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Introduction

Published online by Cambridge University Press:  23 June 2021

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Summary

Sickness ceases, pestilence ceases when the altar has been built. Holy martyr, witness of Christ, beseech God for us, that the epidemic which is scourging our native land might cease, and that the will of God might hasten with mercy, and that when the misery of this perishing world is finished, we might be with you in glory: let every one of us say Amen.

This sequence text, which first appeared at the end of a fifteenth-century notated missal used in Paris, is a plea to St. Sebastian. Although the saint is not mentioned by name, it is one of several similar texts set to music that appear in manuscripts containing votive masses for him. It is a personal, direct appeal for the saint to intervene and protect his supplicants from one of the most devastating illnesses to affect Western Europe in the Middle Ages: the bubonic plague. The medieval laity believed that such settings served as vehicles to carry their words directly to these protective figures, and through them to God.

Plague epidemics affected everyone, forcing men and women of all walks of life to come face to face with their mortality. The disease first appeared in Western Europe in 1347, recurring every ten to fifteen years until well into the eighteenth century, and had a profound effect on the populace. For instance, before 1433, the city of Paris had a population of approximately two hundred fifty thousand people, but between 1433 and 1444, a mere decade, the plague took the lives of over forty-eight thousand Parisians. This is a rather large figure for a late-medieval urban population. One can imagine a certain helplessness that people felt when confronted with this disease, causing them to routinely seek divine intervention from patron saints thought to have special protective powers.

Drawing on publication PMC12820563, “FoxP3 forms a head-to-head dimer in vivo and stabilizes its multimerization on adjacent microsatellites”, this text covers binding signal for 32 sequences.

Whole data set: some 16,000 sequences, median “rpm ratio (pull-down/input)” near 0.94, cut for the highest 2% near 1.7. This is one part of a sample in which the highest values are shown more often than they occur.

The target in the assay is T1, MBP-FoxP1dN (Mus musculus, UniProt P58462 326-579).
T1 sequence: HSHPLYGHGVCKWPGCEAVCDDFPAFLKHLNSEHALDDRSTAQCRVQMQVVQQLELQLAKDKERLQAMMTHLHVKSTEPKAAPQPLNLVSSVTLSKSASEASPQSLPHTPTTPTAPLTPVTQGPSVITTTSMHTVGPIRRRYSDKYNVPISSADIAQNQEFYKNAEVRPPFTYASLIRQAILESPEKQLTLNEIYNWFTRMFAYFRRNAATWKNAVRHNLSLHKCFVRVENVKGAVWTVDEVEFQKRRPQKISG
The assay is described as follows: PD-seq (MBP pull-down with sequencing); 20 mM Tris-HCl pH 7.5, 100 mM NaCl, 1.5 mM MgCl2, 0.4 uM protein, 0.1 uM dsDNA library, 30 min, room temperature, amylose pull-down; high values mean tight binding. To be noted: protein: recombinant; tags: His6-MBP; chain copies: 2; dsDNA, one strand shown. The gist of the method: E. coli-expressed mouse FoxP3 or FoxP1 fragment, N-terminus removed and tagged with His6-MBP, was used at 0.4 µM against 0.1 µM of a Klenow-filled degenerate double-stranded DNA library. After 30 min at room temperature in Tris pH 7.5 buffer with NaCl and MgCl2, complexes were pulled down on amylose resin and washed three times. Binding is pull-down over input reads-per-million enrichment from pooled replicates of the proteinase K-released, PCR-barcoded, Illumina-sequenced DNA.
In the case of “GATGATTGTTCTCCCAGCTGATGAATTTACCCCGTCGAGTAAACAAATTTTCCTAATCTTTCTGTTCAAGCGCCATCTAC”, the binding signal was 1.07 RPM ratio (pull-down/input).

St. Sebastian was viewed as one of the most powerful protectors from the plague in northern France from the fourteenth through the sixteenth centuries, but he was not alone. He was one of a group of saints called the fourteen holy helpers, who were commonly invoked for protection against sickness and death in the region. St. Barbara, St. Nicholas of Myra, and St. Catherine of Alexandria were all thought to protect one against an untimely death, as was the Virgin Mary

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  • Introduction
  • Sarah Ann Long
  • Book: Music, Liturgy, and Confraternity Devotions in Paris and Tournai, 1300-1550
  • Online publication: 23 June 2021
  • Chapter DOI: https://doi.org/10.1017/9781787449275.001
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  • Introduction
  • Sarah Ann Long
  • Book: Music, Liturgy, and Confraternity Devotions in Paris and Tournai, 1300-1550
  • Online publication: 23 June 2021
  • Chapter DOI: https://doi.org/10.1017/9781787449275.001
Available formats
×

Save book to Google Drive

To save content items to your account, please confirm that you agree to abide by our usage policies. If this is the first time you use this feature, you will be asked to authorise Cambridge Core to connect with your account. Find out more about saving content to Google Drive.

  • Introduction
  • Sarah Ann Long
  • Book: Music, Liturgy, and Confraternity Devotions in Paris and Tournai, 1300-1550
  • Online publication: 23 June 2021
  • Chapter DOI: https://doi.org/10.1017/9781787449275.001
Available formats
×